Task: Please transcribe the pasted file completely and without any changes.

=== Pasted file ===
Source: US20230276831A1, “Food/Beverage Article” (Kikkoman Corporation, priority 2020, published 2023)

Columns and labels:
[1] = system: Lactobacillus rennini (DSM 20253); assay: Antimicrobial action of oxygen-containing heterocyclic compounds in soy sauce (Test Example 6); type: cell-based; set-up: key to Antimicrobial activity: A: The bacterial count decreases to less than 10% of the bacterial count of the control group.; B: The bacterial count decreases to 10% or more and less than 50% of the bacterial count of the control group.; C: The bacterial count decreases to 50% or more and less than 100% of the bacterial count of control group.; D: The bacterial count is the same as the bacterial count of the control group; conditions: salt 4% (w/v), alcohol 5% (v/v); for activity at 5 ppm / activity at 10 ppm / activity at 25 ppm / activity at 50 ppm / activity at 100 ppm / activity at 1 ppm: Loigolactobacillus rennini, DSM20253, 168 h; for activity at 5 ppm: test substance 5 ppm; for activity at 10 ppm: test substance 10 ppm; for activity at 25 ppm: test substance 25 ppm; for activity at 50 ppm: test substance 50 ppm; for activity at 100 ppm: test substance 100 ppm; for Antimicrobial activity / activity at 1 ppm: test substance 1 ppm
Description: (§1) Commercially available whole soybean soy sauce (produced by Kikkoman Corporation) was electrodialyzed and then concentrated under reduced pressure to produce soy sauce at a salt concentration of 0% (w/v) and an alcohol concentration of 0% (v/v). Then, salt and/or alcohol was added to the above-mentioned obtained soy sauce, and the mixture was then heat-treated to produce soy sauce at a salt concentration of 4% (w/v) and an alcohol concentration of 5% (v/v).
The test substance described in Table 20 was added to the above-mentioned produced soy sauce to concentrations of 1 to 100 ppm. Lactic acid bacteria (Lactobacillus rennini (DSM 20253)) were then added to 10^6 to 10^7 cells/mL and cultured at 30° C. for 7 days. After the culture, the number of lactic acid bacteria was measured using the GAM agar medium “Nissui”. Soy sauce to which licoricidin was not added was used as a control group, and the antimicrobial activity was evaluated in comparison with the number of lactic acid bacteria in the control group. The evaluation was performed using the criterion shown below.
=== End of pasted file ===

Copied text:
Source: US20230276831A1, “Food/Beverage Article” (Kikkoman Corporation, priority 2020, published 2023)

Columns and labels:
[1] = system: Lactobacillus rennini (DSM 20253); assay: Antimicrobial action of oxygen-containing heterocyclic compounds in soy sauce (Test Example 6); type: cell-based; set-up: key to Antimicrobial activity: A: The bacterial count decreases to less than 10% of the bacterial count of the control group.; B: The bacterial count decreases to 10% or more and less than 50% of the bacterial count of the control group.; C: The bacterial count decreases to 50% or more and less than 100% of the bacterial count of control group.; D: The bacterial count is the same as the bacterial count of the control group; conditions: salt 4% (w/v), alcohol 5% (v/v); for activity at 5 ppm / activity at 10 ppm / activity at 25 ppm / activity at 50 ppm / activity at 100 ppm / activity at 1 ppm: Loigolactobacillus rennini, DSM20253, 168 h; for activity at 5 ppm: test substance 5 ppm; for activity at 10 ppm: test substance 10 ppm; for activity at 25 ppm: test substance 25 ppm; for activity at 50 ppm: test substance 50 ppm; for activity at 100 ppm: test substance 100 ppm; for Antimicrobial activity / activity at 1 ppm: test substance 1 ppm
Description: (§1) Commercially available whole soybean soy sauce (produced by Kikkoman Corporation) was electrodialyzed and then concentrated under reduced pressure to produce soy sauce at a salt concentration of 0% (w/v) and an alcohol concentration of 0% (v/v). Then, salt and/or alcohol was added to the above-mentioned obtained soy sauce, and the mixture was then heat-treated to produce soy sauce at a salt concentration of 4% (w/v) and an alcohol concentration of 5% (v/v).
The test substance described in Table 20 was added to the above-mentioned produced soy sauce to concentrations of 1 to 100 ppm. Lactic acid bacteria (Lactobacillus rennini (DSM 20253)) were then added to 10^6 to 10^7 cells/mL and cultured at 30° C. for 7 days. After the culture, the number of lactic acid bacteria was measured using the GAM agar medium “Nissui”. Soy sauce to which licoricidin was not added was used as a control group, and the antimicrobial activity was evaluated in comparison with the number of lactic acid bacteria in the control group. The evaluation was performed using the criterion shown below.